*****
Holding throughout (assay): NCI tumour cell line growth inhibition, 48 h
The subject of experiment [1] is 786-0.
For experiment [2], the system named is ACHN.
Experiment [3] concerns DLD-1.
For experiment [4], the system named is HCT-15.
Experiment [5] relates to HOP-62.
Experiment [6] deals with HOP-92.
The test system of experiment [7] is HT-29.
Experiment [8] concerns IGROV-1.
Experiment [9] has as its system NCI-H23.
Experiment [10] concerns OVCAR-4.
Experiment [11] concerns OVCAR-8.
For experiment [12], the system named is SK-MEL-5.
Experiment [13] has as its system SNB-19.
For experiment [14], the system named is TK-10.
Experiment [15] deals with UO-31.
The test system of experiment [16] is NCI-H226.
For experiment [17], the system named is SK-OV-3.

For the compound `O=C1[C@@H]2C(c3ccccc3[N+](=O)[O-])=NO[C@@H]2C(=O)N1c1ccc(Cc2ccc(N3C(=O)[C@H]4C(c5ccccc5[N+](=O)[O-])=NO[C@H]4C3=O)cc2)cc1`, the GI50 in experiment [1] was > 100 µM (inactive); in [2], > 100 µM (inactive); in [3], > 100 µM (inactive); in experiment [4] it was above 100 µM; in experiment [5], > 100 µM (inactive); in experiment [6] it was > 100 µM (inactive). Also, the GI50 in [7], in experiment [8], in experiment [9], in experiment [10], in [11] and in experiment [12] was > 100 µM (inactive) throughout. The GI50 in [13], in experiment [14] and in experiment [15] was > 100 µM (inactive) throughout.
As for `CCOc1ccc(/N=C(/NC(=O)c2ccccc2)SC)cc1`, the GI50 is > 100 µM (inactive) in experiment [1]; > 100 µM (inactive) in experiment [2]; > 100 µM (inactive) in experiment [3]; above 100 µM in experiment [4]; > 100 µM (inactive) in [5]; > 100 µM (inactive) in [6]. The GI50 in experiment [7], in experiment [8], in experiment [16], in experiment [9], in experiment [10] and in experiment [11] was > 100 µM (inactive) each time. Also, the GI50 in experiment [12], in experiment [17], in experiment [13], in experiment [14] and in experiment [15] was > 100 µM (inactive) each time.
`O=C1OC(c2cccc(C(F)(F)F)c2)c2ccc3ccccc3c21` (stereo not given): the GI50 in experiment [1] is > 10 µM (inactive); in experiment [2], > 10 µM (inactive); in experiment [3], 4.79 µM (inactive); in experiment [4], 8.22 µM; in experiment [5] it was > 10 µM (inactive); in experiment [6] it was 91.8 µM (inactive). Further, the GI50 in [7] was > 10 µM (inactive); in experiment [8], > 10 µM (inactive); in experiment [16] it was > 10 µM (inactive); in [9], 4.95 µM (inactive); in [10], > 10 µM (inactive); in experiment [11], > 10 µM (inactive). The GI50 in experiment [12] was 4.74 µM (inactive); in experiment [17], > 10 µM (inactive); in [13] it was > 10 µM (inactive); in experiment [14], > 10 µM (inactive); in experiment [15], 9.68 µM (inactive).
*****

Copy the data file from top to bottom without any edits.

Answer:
Holding throughout (assay): NCI tumour cell line growth inhibition, 48 h
The subject of experiment [1] is 786-0.
For experiment [2], the system named is ACHN.
Experiment [3] concerns DLD-1.
For experiment [4], the system named is HCT-15.
Experiment [5] relates to HOP-62.
Experiment [6] deals with HOP-92.
The test system of experiment [7] is HT-29.
Experiment [8] concerns IGROV-1.
Experiment [9] has as its system NCI-H23.
Experiment [10] concerns OVCAR-4.
Experiment [11] concerns OVCAR-8.
For experiment [12], the system named is SK-MEL-5.
Experiment [13] has as its system SNB-19.
For experiment [14], the system named is TK-10.
Experiment [15] deals with UO-31.
The test system of experiment [16] is NCI-H226.
For experiment [17], the system named is SK-OV-3.

For the compound `O=C1[C@@H]2C(c3ccccc3[N+](=O)[O-])=NO[C@@H]2C(=O)N1c1ccc(Cc2ccc(N3C(=O)[C@H]4C(c5ccccc5[N+](=O)[O-])=NO[C@H]4C3=O)cc2)cc1`, the GI50 in experiment [1] was > 100 µM (inactive); in [2], > 100 µM (inactive); in [3], > 100 µM (inactive); in experiment [4] it was above 100 µM; in experiment [5], > 100 µM (inactive); in experiment [6] it was > 100 µM (inactive). Also, the GI50 in [7], in experiment [8], in experiment [9], in experiment [10], in [11] and in experiment [12] was > 100 µM (inactive) throughout. The GI50 in [13], in experiment [14] and in experiment [15] was > 100 µM (inactive) throughout.
As for `CCOc1ccc(/N=C(/NC(=O)c2ccccc2)SC)cc1`, the GI50 is > 100 µM (inactive) in experiment [1]; > 100 µM (inactive) in experiment [2]; > 100 µM (inactive) in experiment [3]; above 100 µM in experiment [4]; > 100 µM (inactive) in [5]; > 100 µM (inactive) in [6]. The GI50 in experiment [7], in experiment [8], in experiment [16], in experiment [9], in experiment [10] and in experiment [11] was > 100 µM (inactive) each time. Also, the GI50 in experiment [12], in experiment [17], in experiment [13], in experiment [14] and in experiment [15] was > 100 µM (inactive) each time.
`O=C1OC(c2cccc(C(F)(F)F)c2)c2ccc3ccccc3c21` (stereo not given): the GI50 in experiment [1] is > 10 µM (inactive); in experiment [2], > 10 µM (inactive); in experiment [3], 4.79 µM (inactive); in experiment [4], 8.22 µM; in experiment [5] it was > 10 µM (inactive); in experiment [6] it was 91.8 µM (inactive). Further, the GI50 in [7] was > 10 µM (inactive); in experiment [8], > 10 µM (inactive); in experiment [16] it was > 10 µM (inactive); in [9], 4.95 µM (inactive); in [10], > 10 µM (inactive); in experiment [11], > 10 µM (inactive). The GI50 in experiment [12] was 4.74 µM (inactive); in experiment [17], > 10 µM (inactive); in [13] it was > 10 µM (inactive); in experiment [14], > 10 µM (inactive); in experiment [15], 9.68 µM (inactive).